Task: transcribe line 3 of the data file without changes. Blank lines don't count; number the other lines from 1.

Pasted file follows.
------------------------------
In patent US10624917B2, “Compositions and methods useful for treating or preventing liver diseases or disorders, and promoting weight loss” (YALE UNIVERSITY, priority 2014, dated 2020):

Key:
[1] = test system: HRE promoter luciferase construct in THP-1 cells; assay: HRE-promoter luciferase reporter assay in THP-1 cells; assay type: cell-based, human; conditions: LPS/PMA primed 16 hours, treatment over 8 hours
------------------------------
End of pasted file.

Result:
[1] = test system: HRE promoter luciferase construct in THP-1 cells; assay: HRE-promoter luciferase reporter assay in THP-1 cells; assay type: cell-based, human; conditions: LPS/PMA primed 16 hours, treatment over 8 hours